Even if you have no clue what it is, you’ve likely seen a TRX suspension training system at your local gym—it’s that black and yellow strappy-looking thing hanging from the ceiling. TRX (or, Total body Resistance eXercise, if you want to get formal) training utilizes this singular piece of equipment for a total body workout that focuses on strength, balance, and flexibility, explains Elizabeth Heidari, Director of TRX at Flex Studios in NYC. Here, what you need to know about the insanely effective workout.
It’s just you and the strap
“TRX works based on your own body weight,” explains Heidari. “Simply by moving your hands and feet in space, the resistance becomes heavier or lighter.” There are no weights, other machines, or equipment required, just that one strap. In gyms and studios, it’s usually anchored into the ceiling, though Heidari points out that it’s surprisingly portable and great for travel. Simply throw it over the jungle gym at the local playground, and you’re good to go. Purchase a strap online to use anywhere you want.
Anyone can do it
Yes, really. Because you’re only using your own body weight, TRX training is very scalable, points out Heidari. Simply adjusting your positioning slightly will instantly make any of the moves more or less challenging. This method allows for anyone at any level to achieve their desired fitness goal.
Balance is essential
While you can lean and hang off the strap for support, TRX moves are meant to challenge your balance, teaching you to engage your core first, before moving your arms or legs, says Heidari. Not only will this work your abs like no other, it’s also beneficial in teaching you how you should be walking and moving in your everyday life.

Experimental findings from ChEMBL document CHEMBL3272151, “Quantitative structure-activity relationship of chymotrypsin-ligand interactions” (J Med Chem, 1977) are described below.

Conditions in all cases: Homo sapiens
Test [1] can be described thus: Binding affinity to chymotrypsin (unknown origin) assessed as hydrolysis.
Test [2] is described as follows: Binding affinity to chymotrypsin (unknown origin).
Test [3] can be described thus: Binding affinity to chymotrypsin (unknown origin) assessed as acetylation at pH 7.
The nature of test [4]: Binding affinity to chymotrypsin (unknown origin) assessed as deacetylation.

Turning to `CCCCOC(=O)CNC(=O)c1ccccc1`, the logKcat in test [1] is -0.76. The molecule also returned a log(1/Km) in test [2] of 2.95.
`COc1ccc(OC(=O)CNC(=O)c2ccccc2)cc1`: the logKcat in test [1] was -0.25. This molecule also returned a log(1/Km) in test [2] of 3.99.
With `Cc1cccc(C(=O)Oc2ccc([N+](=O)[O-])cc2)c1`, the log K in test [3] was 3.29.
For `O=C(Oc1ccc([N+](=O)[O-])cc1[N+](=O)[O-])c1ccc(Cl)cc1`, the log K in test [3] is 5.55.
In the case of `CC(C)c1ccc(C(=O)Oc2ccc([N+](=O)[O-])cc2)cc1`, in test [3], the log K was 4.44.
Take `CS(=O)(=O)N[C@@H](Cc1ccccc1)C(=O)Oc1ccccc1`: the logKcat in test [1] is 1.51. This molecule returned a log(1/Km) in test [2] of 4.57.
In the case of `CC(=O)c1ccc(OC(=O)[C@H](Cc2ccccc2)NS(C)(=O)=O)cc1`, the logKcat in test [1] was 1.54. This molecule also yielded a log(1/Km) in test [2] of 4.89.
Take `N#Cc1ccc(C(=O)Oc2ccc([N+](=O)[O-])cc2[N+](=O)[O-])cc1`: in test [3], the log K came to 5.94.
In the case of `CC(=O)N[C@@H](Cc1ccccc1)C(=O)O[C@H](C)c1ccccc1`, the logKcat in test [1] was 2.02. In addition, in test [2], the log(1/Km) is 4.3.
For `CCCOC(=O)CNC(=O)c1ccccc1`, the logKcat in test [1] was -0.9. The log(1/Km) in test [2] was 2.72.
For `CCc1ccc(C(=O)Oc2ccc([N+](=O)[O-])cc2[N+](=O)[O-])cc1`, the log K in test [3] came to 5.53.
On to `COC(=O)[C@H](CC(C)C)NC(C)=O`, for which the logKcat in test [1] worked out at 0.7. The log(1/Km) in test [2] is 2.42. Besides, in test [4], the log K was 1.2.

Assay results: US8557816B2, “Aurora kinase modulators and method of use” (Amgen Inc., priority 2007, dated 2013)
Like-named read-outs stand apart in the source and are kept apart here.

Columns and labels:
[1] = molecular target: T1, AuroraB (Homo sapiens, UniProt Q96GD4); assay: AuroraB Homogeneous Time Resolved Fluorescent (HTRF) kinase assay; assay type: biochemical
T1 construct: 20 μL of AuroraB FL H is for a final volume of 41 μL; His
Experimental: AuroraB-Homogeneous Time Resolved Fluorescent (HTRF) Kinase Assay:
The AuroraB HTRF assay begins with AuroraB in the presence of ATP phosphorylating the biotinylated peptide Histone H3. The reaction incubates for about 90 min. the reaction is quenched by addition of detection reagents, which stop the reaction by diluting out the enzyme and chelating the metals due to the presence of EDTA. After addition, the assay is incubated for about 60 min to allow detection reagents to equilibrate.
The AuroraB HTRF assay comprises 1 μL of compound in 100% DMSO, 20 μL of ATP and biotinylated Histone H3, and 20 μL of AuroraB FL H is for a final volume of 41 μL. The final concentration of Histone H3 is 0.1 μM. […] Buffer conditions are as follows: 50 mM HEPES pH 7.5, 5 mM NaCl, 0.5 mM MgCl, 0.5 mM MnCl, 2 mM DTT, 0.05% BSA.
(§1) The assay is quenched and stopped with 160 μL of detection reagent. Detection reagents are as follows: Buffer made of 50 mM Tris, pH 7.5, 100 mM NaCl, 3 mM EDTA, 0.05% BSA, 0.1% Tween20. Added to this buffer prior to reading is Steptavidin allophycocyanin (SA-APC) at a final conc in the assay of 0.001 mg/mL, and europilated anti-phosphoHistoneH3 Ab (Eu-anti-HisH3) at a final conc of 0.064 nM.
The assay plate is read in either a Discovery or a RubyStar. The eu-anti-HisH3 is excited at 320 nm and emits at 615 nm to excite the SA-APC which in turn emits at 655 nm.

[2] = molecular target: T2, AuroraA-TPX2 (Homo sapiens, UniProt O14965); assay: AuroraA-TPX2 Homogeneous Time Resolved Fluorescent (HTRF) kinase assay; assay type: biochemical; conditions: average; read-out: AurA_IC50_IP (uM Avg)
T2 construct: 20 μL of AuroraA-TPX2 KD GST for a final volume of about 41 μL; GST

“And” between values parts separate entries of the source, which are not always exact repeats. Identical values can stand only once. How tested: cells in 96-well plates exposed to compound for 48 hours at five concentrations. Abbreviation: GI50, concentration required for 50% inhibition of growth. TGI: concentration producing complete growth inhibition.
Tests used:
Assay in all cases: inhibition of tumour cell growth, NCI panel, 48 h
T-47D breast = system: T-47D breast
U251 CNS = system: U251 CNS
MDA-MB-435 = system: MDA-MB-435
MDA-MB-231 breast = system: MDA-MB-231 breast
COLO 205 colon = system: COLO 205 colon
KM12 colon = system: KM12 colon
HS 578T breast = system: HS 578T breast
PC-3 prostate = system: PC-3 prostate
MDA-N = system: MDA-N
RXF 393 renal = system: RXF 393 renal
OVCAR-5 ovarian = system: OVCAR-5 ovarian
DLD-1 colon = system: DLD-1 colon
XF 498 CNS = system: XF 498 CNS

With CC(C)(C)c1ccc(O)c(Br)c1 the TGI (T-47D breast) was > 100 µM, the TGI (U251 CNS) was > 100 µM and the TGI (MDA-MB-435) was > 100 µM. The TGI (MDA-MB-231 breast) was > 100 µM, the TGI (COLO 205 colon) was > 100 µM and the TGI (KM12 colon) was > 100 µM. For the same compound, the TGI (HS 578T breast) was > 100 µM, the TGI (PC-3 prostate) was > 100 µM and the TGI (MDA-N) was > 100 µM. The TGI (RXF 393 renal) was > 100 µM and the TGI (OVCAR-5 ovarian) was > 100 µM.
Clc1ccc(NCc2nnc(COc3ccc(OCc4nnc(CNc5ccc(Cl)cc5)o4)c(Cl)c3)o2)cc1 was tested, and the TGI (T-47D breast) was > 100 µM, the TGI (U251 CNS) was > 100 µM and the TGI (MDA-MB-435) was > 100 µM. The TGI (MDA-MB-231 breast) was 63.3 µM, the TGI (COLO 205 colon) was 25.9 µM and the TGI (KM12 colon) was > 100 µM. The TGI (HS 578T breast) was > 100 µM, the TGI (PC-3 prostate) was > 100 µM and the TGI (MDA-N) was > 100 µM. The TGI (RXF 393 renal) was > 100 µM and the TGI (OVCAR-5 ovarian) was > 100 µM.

It’s ideal as a form of cross-training
Especially if you typically prefer more low-impact workouts. “TRX is a great cross-training option for somebody who is already doing yoga or Pilates, but isn’t into super-heavy weight lifting or heavy cardio,” Heidari explains. But don’t worry, you’ll still be building and toning your muscles, and can easily incorporate plyometric moves to get your heart rate up, she adds.
You can do it on your own
While there are many studios around the country that offer TRX training and classes, most gyms have at least one system set up that anyone can use. Heidari suggests trying these two basic moves to get started:
Bicep curl: Facing the anchor point, plant your feet, grab the rungs, then lean back with your arms straight out. Engaging your core, and curl your forearm towards you.
Plank: Facing away from the anchor point, hook the tops of your feet into the loops. Push out into a plank, either on hands or forearms. Start on your knees, or lift them off the ground to make it more intense. Because you need to immediately engage your abs so that your back doesn’t start to take the weight and start to hurt, it’s a great way to quickly learn how to do a proper plank.